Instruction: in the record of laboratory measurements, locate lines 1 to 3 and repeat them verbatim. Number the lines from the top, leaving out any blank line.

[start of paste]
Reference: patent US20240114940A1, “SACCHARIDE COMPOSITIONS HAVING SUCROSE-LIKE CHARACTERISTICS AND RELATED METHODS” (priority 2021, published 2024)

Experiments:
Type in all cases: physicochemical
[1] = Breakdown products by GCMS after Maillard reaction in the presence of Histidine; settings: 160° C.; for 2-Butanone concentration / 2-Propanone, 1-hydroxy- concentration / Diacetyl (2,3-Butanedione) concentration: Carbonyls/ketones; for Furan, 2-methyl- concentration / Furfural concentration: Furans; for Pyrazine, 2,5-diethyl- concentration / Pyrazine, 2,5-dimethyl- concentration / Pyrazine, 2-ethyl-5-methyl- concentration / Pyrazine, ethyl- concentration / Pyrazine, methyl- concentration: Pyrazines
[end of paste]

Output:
Reference: patent US20240114940A1, “SACCHARIDE COMPOSITIONS HAVING SUCROSE-LIKE CHARACTERISTICS AND RELATED METHODS” (priority 2021, published 2024)

Experiments:
Type in all cases: physicochemical